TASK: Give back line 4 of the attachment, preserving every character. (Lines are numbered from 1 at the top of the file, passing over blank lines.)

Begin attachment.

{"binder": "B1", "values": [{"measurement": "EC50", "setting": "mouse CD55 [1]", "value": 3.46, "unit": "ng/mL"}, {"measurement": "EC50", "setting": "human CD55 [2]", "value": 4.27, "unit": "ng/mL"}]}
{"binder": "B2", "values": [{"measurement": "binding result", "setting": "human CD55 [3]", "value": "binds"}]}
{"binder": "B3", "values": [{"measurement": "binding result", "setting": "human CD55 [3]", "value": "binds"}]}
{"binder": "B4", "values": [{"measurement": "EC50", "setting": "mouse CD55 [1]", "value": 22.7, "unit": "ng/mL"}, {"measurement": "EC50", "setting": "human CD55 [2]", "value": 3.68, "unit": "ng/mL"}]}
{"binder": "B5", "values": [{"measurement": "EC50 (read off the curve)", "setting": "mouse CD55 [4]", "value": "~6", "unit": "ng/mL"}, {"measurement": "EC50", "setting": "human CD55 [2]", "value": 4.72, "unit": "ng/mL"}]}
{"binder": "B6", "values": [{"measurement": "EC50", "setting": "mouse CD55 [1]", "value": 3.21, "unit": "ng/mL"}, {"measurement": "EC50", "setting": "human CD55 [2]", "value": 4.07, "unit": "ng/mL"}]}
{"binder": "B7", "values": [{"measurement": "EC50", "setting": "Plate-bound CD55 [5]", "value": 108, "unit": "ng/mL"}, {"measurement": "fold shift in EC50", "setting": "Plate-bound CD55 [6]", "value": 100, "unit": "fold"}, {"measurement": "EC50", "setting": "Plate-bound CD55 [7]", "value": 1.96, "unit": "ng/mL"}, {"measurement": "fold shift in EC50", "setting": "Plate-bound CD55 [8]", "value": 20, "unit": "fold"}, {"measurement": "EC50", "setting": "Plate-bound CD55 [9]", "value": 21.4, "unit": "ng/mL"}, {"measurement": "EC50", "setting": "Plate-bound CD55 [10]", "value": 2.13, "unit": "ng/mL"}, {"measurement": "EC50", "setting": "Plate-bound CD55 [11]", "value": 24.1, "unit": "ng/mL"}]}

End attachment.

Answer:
{"binder": "B4", "values": [{"measurement": "EC50", "setting": "mouse CD55 [1]", "value": 22.7, "unit": "ng/mL"}, {"measurement": "EC50", "setting": "human CD55 [2]", "value": 3.68, "unit": "ng/mL"}]}